Hackers Resort to a Fairly Old Trick to Attack Windows Media Player
The saying goes: 'You can't teach an old dog new tricks.' More often than not, this doesn't really apply to hackers. The ever-changing security landscape means that if they are to succeed, they need to constantly improve their tactics and look for new ways of infecting innocent computer users. That said, in some cases, certain techniques can be just as effective now as they were about ten years ago, and naturally enough, the hackers don't mind re-using them. Case in point: Windows Media Player's Digital Rights Management feature.
Before we get to the ways hackers abuse Windows Media Player's DRM, let's say a few words about the feature itself. WMV files come with embedded authorization URLs. When the file is opened with Windows Media Player, DRM pops up and says that users need to go to the authorization URL and either confirm that they have the right to watch the video or pay to obtain it. The purpose of all this is to fight piracy.
Back in 2005, sharing pirated movies over Peer to Peer networks like eMule and KaZaA was rather popular. People who don't want to pay for content weren't the only ones on these networks, though. Every now and then, hackers would drop a WMV file which contained an authorization URL leading to a Trojan. Since the message was coming from a legitimate feature on one of Windows' built-in programs, many people trusted it and got infected.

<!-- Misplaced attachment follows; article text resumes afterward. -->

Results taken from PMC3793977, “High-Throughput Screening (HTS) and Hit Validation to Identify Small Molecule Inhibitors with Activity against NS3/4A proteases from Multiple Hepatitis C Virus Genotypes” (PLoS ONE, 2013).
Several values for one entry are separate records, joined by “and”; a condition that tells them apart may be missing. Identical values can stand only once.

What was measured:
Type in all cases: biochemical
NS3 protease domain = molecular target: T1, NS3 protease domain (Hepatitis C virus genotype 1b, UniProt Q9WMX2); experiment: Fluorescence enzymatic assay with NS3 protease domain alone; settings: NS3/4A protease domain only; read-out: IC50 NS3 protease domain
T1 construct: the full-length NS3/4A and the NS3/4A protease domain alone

Microsoft learned about the problem and tried to lower the number of infections by placing a warrant on DRM's pop up. It said "Web pages can contain elements that could be harmful to your computer. It is important to be certain that the content is from a trustworthy source before continuing."
Despite this, almost eleven years after the first attack, the DRM is abused again. And the differences between what researchers saw in 2005 and what they are seeing today are minute.
Experts from Cyren downloaded a file called War-Dogs-2016-720p-BrRip-x264-SiNNERS and tried to play it on Windows Media Player. As soon as they did, the DRM message popped up saying that they don't have the right to watch the movie and that if they want to do it, they need to go to the content provider's website. A click on the Yes button led them to another pop-up, which said that their video codecs are not up-to-date. They were promised that by hitting the Download button, they will get the latest codec from DivX. And that's exactly what they got. When they clicked the button, a file called codecfix.exe was downloaded which retrieved and installed the latest DivX codecs from the developer's website.
Unfortunately, in addition to the legitimate software that let them watch the movie, codefix.exe also downloaded a dropper. Cyren didn't include too many details about the actual type of malware that threatened their system, but it's safe to say that whatever it is, being careful with the files you download and the DRM messages you click on is the most surefire way of avoiding this particular infection.